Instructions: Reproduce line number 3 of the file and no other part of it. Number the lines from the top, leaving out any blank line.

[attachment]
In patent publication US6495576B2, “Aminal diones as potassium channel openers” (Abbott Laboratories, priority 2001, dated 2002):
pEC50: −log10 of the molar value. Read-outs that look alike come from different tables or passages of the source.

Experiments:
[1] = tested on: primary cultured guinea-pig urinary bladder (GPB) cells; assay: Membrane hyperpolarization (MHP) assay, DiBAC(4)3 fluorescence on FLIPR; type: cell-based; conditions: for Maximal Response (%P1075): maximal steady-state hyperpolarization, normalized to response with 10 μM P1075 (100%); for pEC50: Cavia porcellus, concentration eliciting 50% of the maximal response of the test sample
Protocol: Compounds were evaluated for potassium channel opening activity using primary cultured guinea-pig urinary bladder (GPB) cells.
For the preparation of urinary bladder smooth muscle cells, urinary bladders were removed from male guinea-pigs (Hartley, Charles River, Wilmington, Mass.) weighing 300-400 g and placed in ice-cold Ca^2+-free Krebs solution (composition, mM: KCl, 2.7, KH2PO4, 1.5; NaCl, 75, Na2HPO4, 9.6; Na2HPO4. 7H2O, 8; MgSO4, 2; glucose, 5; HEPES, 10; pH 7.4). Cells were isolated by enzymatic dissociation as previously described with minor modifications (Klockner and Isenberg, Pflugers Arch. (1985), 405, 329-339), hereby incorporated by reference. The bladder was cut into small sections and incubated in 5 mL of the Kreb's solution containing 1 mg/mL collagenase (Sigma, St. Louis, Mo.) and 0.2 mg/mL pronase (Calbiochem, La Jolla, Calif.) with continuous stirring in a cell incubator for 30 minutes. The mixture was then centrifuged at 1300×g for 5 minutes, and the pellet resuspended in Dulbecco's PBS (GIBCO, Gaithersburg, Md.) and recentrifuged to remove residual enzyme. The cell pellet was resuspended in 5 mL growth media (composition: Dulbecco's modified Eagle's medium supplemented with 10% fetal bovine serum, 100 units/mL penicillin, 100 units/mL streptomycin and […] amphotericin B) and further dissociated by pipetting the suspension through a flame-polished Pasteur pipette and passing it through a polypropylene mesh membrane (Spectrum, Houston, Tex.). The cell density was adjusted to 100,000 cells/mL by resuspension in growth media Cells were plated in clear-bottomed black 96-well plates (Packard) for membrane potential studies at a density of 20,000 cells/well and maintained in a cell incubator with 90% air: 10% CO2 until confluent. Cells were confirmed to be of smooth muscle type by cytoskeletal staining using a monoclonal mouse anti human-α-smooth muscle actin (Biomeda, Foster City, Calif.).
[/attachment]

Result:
Experiments: